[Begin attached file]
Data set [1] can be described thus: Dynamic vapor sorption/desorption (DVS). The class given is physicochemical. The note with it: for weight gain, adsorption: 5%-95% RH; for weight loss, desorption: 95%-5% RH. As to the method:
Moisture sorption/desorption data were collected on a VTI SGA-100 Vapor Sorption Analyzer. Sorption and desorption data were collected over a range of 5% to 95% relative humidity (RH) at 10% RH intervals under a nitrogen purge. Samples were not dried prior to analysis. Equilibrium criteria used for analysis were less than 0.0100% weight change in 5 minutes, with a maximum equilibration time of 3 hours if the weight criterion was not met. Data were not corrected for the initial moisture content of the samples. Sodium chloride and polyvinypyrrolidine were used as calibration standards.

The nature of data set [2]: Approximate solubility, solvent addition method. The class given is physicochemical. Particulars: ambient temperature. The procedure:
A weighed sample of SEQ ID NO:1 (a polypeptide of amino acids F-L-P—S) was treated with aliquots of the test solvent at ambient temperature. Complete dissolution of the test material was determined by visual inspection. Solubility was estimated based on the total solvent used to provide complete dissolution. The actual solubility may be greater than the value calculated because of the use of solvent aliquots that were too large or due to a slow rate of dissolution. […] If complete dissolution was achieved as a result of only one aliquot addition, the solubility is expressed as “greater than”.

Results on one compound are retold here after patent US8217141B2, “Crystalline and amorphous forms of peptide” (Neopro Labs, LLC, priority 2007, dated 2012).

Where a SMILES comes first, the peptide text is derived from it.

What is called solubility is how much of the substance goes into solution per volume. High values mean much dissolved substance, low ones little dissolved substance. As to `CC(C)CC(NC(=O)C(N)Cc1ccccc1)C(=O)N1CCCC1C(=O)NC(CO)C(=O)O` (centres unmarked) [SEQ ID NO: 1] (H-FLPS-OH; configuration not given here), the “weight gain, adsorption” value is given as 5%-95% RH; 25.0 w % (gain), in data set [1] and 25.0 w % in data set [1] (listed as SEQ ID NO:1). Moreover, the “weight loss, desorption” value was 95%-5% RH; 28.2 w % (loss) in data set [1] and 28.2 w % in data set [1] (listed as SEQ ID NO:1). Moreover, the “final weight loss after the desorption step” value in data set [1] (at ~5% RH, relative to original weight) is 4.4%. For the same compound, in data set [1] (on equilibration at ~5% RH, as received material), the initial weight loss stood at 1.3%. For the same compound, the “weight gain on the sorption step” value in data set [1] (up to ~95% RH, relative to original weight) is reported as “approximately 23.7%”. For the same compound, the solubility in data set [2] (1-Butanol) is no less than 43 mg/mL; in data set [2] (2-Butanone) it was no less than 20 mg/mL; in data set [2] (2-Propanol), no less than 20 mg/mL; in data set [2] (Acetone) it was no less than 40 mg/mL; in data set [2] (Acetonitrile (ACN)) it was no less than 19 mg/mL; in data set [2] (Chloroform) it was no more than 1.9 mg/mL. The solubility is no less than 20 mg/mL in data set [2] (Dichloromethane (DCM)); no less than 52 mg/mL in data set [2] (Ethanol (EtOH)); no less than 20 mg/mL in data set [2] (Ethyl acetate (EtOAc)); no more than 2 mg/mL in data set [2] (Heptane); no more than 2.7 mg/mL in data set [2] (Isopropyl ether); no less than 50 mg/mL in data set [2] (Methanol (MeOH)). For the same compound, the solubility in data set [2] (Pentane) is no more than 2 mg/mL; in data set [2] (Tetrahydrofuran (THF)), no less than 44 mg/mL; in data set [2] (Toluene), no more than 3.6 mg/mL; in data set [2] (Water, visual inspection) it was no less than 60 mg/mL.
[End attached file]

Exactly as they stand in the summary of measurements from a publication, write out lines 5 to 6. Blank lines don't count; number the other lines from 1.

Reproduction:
Results on one compound are retold here after patent US8217141B2, “Crystalline and amorphous forms of peptide” (Neopro Labs, LLC, priority 2007, dated 2012).

Where a SMILES comes first, the peptide text is derived from it.